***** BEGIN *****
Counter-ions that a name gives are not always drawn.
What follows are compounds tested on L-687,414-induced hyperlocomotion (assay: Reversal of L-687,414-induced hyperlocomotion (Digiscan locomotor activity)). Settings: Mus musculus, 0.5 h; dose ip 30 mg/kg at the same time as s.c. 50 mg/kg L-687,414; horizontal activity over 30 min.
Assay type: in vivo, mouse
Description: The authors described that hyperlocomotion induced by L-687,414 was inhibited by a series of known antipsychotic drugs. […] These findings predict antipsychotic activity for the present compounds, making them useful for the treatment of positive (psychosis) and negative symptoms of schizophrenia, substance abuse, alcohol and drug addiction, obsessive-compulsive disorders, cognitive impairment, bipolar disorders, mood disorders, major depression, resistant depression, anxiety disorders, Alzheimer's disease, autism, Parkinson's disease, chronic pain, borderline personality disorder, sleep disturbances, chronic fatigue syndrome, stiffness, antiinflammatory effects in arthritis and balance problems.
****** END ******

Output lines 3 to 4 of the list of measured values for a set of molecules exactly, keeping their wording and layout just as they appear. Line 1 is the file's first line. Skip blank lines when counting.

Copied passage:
Assay type: in vivo, mouse
Description: The authors described that hyperlocomotion induced by L-687,414 was inhibited by a series of known antipsychotic drugs. […] These findings predict antipsychotic activity for the present compounds, making them useful for the treatment of positive (psychosis) and negative symptoms of schizophrenia, substance abuse, alcohol and drug addiction, obsessive-compulsive disorders, cognitive impairment, bipolar disorders, mood disorders, major depression, resistant depression, anxiety disorders, Alzheimer's disease, autism, Parkinson's disease, chronic pain, borderline personality disorder, sleep disturbances, chronic fatigue syndrome, stiffness, antiinflammatory effects in arthritis and balance problems.